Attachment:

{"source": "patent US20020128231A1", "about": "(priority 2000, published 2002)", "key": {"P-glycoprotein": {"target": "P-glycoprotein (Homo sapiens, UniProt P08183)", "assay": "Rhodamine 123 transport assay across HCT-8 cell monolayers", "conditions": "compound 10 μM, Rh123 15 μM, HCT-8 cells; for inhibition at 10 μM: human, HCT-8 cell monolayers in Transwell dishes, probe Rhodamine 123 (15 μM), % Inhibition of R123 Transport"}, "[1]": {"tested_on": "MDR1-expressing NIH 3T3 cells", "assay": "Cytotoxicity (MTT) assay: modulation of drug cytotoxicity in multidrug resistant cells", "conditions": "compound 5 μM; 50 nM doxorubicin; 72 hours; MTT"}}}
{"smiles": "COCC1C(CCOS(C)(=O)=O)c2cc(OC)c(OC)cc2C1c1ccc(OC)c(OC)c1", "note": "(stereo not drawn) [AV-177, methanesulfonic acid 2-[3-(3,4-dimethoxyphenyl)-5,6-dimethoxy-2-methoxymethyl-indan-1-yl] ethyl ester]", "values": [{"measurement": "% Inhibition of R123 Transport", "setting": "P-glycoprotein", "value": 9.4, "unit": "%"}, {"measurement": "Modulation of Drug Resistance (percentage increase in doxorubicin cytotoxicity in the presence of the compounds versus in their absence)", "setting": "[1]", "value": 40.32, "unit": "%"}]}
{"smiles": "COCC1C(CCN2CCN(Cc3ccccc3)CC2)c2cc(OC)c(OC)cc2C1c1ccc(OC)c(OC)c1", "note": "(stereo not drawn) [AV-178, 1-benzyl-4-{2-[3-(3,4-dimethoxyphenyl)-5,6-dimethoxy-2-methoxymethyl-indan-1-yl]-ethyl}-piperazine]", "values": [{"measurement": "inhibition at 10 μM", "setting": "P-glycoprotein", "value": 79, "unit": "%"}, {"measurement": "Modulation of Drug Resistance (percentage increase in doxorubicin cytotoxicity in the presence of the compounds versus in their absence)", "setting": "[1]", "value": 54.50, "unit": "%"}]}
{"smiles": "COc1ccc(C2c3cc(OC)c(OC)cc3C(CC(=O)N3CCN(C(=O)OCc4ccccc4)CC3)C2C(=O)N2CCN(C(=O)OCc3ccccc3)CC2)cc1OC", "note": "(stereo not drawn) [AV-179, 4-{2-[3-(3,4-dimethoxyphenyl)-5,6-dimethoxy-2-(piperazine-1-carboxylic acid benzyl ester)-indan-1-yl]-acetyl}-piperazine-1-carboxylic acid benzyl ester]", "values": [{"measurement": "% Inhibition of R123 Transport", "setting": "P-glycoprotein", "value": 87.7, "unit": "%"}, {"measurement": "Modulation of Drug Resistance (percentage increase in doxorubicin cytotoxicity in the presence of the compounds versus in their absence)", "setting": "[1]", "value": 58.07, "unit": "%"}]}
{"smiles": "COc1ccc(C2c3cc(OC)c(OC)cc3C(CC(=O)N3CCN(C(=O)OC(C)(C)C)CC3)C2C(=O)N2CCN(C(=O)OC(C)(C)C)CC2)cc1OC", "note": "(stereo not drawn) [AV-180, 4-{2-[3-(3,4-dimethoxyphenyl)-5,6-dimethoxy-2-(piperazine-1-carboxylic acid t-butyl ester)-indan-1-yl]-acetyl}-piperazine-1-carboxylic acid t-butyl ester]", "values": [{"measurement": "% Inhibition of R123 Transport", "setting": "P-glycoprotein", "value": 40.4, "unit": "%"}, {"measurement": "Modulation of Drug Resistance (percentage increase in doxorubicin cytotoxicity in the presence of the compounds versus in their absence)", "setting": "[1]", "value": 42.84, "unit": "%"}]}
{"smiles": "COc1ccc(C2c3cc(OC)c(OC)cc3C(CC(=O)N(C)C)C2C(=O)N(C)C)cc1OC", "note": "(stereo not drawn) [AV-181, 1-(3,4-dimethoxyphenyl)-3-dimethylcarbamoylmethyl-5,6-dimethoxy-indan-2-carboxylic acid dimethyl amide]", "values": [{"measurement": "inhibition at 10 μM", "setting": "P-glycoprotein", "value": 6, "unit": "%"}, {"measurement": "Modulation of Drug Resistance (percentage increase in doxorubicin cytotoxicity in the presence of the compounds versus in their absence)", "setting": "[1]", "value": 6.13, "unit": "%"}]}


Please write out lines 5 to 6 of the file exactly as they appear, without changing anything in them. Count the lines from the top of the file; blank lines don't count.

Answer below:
{"smiles": "COc1ccc(C2c3cc(OC)c(OC)cc3C(CC(=O)N3CCN(C(=O)OC(C)(C)C)CC3)C2C(=O)N2CCN(C(=O)OC(C)(C)C)CC2)cc1OC", "note": "(stereo not drawn) [AV-180, 4-{2-[3-(3,4-dimethoxyphenyl)-5,6-dimethoxy-2-(piperazine-1-carboxylic acid t-butyl ester)-indan-1-yl]-acetyl}-piperazine-1-carboxylic acid t-butyl ester]", "values": [{"measurement": "% Inhibition of R123 Transport", "setting": "P-glycoprotein", "value": 40.4, "unit": "%"}, {"measurement": "Modulation of Drug Resistance (percentage increase in doxorubicin cytotoxicity in the presence of the compounds versus in their absence)", "setting": "[1]", "value": 42.84, "unit": "%"}]}
{"smiles": "COc1ccc(C2c3cc(OC)c(OC)cc3C(CC(=O)N(C)C)C2C(=O)N(C)C)cc1OC", "note": "(stereo not drawn) [AV-181, 1-(3,4-dimethoxyphenyl)-3-dimethylcarbamoylmethyl-5,6-dimethoxy-indan-2-carboxylic acid dimethyl amide]", "values": [{"measurement": "inhibition at 10 μM", "setting": "P-glycoprotein", "value": 6, "unit": "%"}, {"measurement": "Modulation of Drug Resistance (percentage increase in doxorubicin cytotoxicity in the presence of the compounds versus in their absence)", "setting": "[1]", "value": 6.13, "unit": "%"}]}